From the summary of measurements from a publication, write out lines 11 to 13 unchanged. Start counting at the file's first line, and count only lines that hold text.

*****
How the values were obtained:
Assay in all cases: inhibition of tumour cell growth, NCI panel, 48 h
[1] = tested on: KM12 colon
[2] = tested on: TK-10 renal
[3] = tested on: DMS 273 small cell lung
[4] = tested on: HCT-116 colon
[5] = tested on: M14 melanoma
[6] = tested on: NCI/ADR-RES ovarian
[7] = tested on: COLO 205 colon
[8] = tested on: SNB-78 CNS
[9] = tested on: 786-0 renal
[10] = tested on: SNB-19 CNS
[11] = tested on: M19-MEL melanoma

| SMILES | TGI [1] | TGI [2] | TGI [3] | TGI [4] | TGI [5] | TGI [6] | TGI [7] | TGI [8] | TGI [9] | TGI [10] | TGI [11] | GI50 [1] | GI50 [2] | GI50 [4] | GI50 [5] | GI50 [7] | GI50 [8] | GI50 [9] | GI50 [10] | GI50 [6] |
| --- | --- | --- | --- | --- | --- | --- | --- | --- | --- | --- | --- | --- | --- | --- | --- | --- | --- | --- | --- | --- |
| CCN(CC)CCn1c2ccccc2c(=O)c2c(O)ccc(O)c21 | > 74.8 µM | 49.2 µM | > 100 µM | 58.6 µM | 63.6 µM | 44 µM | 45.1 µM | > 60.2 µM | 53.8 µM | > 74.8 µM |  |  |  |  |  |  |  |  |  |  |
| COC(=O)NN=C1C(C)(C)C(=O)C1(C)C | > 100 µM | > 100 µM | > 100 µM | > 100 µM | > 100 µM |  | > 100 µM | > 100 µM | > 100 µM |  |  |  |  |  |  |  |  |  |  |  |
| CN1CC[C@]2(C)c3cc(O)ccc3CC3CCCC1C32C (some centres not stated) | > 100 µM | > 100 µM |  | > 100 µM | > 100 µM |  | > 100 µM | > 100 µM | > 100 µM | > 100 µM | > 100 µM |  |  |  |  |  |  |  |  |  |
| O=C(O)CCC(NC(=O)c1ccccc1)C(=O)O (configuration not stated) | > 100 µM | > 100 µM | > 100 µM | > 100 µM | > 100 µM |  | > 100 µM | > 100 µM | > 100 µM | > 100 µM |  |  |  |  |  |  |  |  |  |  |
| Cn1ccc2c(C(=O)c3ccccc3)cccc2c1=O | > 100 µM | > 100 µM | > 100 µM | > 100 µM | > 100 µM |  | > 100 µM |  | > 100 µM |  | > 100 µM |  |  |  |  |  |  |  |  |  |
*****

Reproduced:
[9] = tested on: 786-0 renal
[10] = tested on: SNB-19 CNS
[11] = tested on: M19-MEL melanoma